House Committee Votes to Oveturn D.C. Assisted Suicide LawBy Cassy Fiano
Live Action News - February 15, 2017
Towards the end of last year, Washington, D.C., lawmakers voted to approve a bill legalizing assisted suicide. Mayor Muriel Bowser signed it into law, although there was strong opposition from D.C. residents. But Republicans quickly took action to block the bill, which was sent to Congress for a 30-day review period. The resolution to block the bill has 30 legislative days to be passed by Congress and signed by the president. And Republicans have taken their first step towards overturning the law, with the U.S. House of Representatives’ Oversight Committee voting against it, 22-14.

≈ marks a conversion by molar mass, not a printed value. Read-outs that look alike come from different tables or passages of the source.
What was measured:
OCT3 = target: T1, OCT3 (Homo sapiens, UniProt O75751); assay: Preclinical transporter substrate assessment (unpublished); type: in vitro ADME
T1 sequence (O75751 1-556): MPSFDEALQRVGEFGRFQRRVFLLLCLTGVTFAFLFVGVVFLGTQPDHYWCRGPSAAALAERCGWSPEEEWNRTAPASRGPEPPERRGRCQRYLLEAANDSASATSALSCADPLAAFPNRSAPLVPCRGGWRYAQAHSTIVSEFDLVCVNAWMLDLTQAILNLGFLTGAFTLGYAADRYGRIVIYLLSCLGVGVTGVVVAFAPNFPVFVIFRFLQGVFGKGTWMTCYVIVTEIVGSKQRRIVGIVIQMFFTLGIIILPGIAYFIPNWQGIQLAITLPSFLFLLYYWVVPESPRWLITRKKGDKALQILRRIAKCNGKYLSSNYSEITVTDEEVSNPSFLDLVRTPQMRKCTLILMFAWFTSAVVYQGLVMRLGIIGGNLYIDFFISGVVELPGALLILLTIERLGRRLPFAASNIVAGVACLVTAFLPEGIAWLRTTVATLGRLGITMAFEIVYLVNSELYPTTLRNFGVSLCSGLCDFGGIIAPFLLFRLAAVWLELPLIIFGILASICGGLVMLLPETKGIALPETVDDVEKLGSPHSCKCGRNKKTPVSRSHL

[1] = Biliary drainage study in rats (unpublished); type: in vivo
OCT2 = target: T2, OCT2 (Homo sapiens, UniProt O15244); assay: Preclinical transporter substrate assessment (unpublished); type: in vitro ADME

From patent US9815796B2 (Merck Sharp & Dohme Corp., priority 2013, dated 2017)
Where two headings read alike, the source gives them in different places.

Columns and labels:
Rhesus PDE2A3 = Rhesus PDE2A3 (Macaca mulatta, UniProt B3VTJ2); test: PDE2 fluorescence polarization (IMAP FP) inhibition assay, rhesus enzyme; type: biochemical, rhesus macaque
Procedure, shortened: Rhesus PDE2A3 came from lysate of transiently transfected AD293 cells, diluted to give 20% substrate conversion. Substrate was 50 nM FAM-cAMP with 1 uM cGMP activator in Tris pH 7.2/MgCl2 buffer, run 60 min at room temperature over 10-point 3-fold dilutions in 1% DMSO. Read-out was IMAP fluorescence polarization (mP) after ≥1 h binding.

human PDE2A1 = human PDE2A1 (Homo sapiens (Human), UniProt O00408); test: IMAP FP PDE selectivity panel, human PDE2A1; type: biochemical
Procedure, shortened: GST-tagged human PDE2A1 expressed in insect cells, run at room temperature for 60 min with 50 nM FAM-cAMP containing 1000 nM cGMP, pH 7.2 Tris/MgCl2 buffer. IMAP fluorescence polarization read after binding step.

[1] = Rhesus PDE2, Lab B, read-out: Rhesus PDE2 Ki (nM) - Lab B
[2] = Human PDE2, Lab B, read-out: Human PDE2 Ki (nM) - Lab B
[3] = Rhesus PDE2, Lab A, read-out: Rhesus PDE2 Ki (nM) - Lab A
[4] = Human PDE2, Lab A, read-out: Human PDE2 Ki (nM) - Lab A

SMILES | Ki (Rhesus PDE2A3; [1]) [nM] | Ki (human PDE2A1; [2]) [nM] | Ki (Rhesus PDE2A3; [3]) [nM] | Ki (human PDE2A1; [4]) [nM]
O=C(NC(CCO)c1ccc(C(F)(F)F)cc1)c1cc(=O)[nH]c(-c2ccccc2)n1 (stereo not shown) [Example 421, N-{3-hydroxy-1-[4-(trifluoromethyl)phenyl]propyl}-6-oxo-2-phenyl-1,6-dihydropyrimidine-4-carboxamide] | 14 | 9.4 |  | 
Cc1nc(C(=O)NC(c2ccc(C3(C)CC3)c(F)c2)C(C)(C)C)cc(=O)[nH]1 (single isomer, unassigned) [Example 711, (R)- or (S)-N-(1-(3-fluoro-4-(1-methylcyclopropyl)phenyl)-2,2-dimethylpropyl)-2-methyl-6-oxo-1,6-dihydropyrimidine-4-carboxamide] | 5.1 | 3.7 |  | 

Sen. James Lankford (R-Okla.) and Rep. Brad Wenstrup (R-Ohio) introduced the resolution in January condemning the bill. “Washington, DC’s assisted suicide bill would erode our culture’s respect for life, and possibly lead to the mistreatment and exploitation of the disabled and most vulnerable among us,” they said in a statement. They were joined in their opposition by Rep. Jason Chaffetz (R-Utah), chairman of the House Oversight and Government Reform Committee, which oversees D.C. affairs. “I worry that assisted suicide will create a marketplace for death,” he said. “I think it’s fundamentally wrong.” He also argued that the law has “serious flaws.”
More than a dozen congressmen voiced their opinion on the bill, and while it passed the committee, some argued in favor of the assisted suicide bill. Gerry Connolly, a Virginia Democrat, said, “Do the right thing and mind your own business.” Eleanor Holmes Norton, D.C.’s congressional representative, argued that congressional lawmakers can allow the bill to stand, even if they disagree with it. “We are asking you to agree with American doctrine that local laws are for local residents,” she said.Fu
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